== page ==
Monday, March 4, 2013

This isn't a Cinderella story

Think of all of the movies you know where the hard working underdog, with the sense of charm and self deprecation finishes victorious.  Cue the french horns.   I sorta thought I was going to get to be part of that sort of story this past weekend.  I wasn't.

This story started for me four years ago when I started "coaching" the Ravenwood debate team. The phenomenal Kari Smith
 was coaching and when we moved to Ravenwood I asked her if she wanted some help with the debate team.  She did.  Not sure who I heard this quote from, but it so fits my personality: "Volunteer!  Figure out how to do it later!"  Walking into the debate practice the first day I had no idea how to even do public forum debate.  A couple of years of policy debate and a couple of years of Lincoln Douglas didn't really teach me what I needed to know about public forum.  I tried to not let the kids sniff my fear.  They can do that you know.

The kids.  Debate kids are just a different breed.  That day the room was full of a handful of kids--nerdy, brilliant, crazy loud and opinionated.  For that hour that day I watched them all play the game of "who is the smartest in the room."  Seemed like they were all smarter than me.  But just because they were smart, didn't mean they could debate.  They were eager.  Eager...but not good.  They would get up to speak and well....let's just say that at the point if we had a trophy case we wouldn't be making any room in it.  The kids ummed and uhhed.  They rocked when they talked. They yelled over each other.  They spoke in monotones and talked themselves in circles.  But they were excited and adorable and I just loved them all instantly.

Over the following years I would have the chance to work with some amazing coaches.  First of all, anyone who knows Kari Smith is in awe of her.  She breathes forensics.  And everything she touches is quality.  Getting to have my own children coached and taught by Kari was the hugest privilege.  Getting to work with her helping to get debate up and really running was a blast.  In addition, I was able to work with Abby Andrews.
 We got to hire her for awhile before she moved to coach debate and although she had never debated she came to the program with loads of forensics experience and was really helpful at helping the kids get consistent about practice and to set a higher bar for themselves.  I missed Abby greatly when she had to move and then later, was devastated to lose Kari when she left Ravenwood to go to grad school.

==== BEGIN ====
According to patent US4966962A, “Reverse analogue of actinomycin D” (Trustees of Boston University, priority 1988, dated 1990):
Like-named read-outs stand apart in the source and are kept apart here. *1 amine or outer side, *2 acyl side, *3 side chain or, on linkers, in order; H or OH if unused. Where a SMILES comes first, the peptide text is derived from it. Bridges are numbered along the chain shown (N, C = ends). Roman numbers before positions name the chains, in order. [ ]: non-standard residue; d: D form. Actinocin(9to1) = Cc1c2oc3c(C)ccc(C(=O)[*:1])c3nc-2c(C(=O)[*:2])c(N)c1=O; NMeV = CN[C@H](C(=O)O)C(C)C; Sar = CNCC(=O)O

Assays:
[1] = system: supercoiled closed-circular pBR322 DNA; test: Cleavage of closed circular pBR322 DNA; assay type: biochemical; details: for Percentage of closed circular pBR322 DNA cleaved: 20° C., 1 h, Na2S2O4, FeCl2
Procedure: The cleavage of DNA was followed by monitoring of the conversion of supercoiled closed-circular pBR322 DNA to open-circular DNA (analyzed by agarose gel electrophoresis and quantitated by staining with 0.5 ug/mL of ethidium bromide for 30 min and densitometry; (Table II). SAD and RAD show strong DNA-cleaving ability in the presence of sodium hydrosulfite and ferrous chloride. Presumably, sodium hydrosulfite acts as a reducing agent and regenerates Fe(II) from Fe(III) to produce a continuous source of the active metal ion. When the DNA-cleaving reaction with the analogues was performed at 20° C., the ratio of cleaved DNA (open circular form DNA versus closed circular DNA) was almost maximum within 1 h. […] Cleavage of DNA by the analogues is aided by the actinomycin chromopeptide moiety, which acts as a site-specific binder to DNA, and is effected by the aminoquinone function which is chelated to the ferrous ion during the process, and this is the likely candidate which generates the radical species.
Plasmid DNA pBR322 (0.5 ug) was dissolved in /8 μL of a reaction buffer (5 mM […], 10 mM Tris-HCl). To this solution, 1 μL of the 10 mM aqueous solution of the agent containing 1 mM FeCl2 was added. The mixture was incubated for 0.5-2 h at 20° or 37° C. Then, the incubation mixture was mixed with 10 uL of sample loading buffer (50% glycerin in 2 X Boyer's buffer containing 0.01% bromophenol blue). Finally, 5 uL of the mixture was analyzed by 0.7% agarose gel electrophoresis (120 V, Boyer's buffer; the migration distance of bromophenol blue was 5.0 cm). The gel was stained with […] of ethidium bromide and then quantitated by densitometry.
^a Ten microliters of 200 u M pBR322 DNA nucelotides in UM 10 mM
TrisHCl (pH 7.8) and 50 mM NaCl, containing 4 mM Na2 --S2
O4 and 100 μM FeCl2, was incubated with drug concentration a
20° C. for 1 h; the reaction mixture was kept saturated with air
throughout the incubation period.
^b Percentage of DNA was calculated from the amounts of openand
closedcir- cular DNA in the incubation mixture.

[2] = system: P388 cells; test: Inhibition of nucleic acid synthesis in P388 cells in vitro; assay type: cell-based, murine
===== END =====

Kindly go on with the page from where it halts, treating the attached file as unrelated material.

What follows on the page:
But meanwhile, Ravenwood debaters were getting better.  Those freshmen?  The ones who rocked and ummed and uhhed?  They weren't freshman anymore.  And that means they weren't freshmen debaters anyomore.  They were making points.  Winning rounds.  Doing some of the best research of any of the teams in the area.  And we were having so much fun.  But we still weren't bringing home many trophies. And these are the kind of kids you want to win.

The team captain, Paul Drexler, is one of those kids that teachers and coaches talk about years after they are gone.  His leadership, as well as those of many of his peers, has been stellar--hours and hours of work.    I could go on and on about each of the kids-: Ryan's mad research skills, watching Nikhil in debate rounds  go from shy and stumbling to confident and fierce, Niko, who I want to kill and congratulate at the same time because he is funny and a smartbutt, Kelsey and Jacob, the partners who can seem go goofy you forget how smart they are...these are just some of the kids. There are more:  Frances Ding, who is so brilliant and talented we had to share her with way too many other "genius sports," Michael who is so charming that I am sure that if decides to be President he will be.  This year I got new kids who hit the ground running, including Drew, the best freshman debater I have ever worked with and Grant, his partner, whose one-liners make us all crack up. Nathan, who started as a junior and looked like he was scared out of his mind his first few rounds  just made quarter finals at his last tournament.  Briefly this year we have had two more female debaters besides Kelsey and Frances--Khadija and Lexie, who both are also so good at other things we don't get them much but they still come around because our team is so much fun.